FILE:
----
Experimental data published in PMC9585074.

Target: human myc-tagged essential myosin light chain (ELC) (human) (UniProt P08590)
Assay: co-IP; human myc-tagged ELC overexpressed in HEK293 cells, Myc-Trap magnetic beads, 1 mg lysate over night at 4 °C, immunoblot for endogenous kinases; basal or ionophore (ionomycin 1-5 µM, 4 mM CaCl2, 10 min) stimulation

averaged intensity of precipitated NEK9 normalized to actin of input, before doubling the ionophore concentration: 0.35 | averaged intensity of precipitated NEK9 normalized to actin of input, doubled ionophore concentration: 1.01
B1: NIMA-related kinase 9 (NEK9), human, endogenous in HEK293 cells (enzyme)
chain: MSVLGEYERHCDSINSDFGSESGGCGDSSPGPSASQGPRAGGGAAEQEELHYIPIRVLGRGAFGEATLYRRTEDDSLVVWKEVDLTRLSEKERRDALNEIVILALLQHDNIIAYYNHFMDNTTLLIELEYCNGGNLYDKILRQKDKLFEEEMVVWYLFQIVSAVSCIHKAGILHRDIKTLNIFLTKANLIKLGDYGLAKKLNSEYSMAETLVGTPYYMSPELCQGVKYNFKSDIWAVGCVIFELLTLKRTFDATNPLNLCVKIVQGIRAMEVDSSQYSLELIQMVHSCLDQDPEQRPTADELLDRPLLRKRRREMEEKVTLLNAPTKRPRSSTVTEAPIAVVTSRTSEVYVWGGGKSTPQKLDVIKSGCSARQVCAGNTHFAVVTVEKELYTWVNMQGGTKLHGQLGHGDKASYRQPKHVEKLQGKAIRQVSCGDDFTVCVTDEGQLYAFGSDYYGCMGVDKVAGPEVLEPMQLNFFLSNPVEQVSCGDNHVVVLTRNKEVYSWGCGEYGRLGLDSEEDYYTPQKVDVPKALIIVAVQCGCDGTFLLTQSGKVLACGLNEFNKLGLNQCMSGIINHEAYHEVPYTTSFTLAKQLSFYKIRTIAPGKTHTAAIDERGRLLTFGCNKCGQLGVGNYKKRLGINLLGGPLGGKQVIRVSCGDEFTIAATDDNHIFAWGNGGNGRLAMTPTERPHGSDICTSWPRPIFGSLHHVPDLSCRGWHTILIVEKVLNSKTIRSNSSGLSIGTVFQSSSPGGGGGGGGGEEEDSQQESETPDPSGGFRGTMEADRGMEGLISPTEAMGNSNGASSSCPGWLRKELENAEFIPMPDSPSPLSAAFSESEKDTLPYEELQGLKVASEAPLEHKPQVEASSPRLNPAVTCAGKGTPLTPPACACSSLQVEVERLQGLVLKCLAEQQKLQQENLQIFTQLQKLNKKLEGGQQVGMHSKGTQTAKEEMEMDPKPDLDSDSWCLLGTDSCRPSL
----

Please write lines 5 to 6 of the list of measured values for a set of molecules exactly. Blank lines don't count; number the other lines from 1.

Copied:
B1: NIMA-related kinase 9 (NEK9), human, endogenous in HEK293 cells (enzyme)
chain: MSVLGEYERHCDSINSDFGSESGGCGDSSPGPSASQGPRAGGGAAEQEELHYIPIRVLGRGAFGEATLYRRTEDDSLVVWKEVDLTRLSEKERRDALNEIVILALLQHDNIIAYYNHFMDNTTLLIELEYCNGGNLYDKILRQKDKLFEEEMVVWYLFQIVSAVSCIHKAGILHRDIKTLNIFLTKANLIKLGDYGLAKKLNSEYSMAETLVGTPYYMSPELCQGVKYNFKSDIWAVGCVIFELLTLKRTFDATNPLNLCVKIVQGIRAMEVDSSQYSLELIQMVHSCLDQDPEQRPTADELLDRPLLRKRRREMEEKVTLLNAPTKRPRSSTVTEAPIAVVTSRTSEVYVWGGGKSTPQKLDVIKSGCSARQVCAGNTHFAVVTVEKELYTWVNMQGGTKLHGQLGHGDKASYRQPKHVEKLQGKAIRQVSCGDDFTVCVTDEGQLYAFGSDYYGCMGVDKVAGPEVLEPMQLNFFLSNPVEQVSCGDNHVVVLTRNKEVYSWGCGEYGRLGLDSEEDYYTPQKVDVPKALIIVAVQCGCDGTFLLTQSGKVLACGLNEFNKLGLNQCMSGIINHEAYHEVPYTTSFTLAKQLSFYKIRTIAPGKTHTAAIDERGRLLTFGCNKCGQLGVGNYKKRLGINLLGGPLGGKQVIRVSCGDEFTIAATDDNHIFAWGNGGNGRLAMTPTERPHGSDICTSWPRPIFGSLHHVPDLSCRGWHTILIVEKVLNSKTIRSNSSGLSIGTVFQSSSPGGGGGGGGGEEEDSQQESETPDPSGGFRGTMEADRGMEGLISPTEAMGNSNGASSSCPGWLRKELENAEFIPMPDSPSPLSAAFSESEKDTLPYEELQGLKVASEAPLEHKPQVEASSPRLNPAVTCAGKGTPLTPPACACSSLQVEVERLQGLVLKCLAEQQKLQQENLQIFTQLQKLNKKLEGGQQVGMHSKGTQTAKEEMEMDPKPDLDSDSWCLLGTDSCRPSL